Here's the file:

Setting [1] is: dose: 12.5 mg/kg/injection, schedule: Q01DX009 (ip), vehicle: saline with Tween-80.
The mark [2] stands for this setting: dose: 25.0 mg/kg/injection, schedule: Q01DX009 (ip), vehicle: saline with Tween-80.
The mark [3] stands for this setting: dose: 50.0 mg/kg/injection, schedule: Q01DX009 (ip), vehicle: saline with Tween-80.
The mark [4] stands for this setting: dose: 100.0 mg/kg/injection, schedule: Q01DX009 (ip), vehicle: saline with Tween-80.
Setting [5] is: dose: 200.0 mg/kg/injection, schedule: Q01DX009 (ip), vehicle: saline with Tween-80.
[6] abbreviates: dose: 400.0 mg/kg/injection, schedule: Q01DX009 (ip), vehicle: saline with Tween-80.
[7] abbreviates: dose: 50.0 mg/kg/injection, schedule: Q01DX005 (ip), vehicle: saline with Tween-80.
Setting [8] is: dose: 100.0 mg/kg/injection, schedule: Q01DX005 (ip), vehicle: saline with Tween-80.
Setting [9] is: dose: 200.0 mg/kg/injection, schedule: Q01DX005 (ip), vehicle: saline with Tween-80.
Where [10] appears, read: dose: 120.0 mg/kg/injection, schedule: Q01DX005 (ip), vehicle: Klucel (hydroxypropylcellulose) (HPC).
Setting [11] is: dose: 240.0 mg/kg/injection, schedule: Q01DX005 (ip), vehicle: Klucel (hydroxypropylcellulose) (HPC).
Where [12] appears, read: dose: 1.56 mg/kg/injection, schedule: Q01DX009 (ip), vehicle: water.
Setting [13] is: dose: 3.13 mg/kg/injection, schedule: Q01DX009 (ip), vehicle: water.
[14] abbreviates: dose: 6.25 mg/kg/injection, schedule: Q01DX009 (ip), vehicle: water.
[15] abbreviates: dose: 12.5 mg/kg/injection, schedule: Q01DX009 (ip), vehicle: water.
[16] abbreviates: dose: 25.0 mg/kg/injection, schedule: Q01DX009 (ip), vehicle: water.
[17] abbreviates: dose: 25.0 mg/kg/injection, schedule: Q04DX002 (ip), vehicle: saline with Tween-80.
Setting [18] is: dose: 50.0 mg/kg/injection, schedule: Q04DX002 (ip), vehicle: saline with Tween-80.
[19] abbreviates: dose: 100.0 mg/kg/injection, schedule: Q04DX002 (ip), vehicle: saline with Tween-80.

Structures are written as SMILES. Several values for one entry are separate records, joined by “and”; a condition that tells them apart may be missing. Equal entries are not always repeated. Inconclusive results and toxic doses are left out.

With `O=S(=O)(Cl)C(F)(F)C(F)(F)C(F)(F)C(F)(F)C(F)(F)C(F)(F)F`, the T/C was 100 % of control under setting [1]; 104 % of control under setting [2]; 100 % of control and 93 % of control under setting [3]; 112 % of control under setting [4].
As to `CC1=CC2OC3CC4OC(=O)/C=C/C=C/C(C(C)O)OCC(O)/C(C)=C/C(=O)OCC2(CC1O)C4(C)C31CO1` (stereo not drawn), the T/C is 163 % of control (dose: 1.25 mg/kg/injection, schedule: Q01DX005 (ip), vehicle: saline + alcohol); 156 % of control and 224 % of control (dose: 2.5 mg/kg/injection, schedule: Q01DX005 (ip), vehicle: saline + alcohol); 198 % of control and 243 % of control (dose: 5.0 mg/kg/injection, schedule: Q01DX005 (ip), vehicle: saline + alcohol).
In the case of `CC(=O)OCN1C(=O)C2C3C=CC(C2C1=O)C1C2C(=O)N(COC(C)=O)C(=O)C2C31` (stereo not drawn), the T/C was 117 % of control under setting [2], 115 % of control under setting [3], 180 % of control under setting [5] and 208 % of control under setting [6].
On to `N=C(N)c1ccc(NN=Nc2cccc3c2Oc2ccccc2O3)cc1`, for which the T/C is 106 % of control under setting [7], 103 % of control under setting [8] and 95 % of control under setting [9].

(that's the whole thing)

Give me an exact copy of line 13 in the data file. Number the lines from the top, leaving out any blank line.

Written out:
Setting [13] is: dose: 3.13 mg/kg/injection, schedule: Q01DX009 (ip), vehicle: water.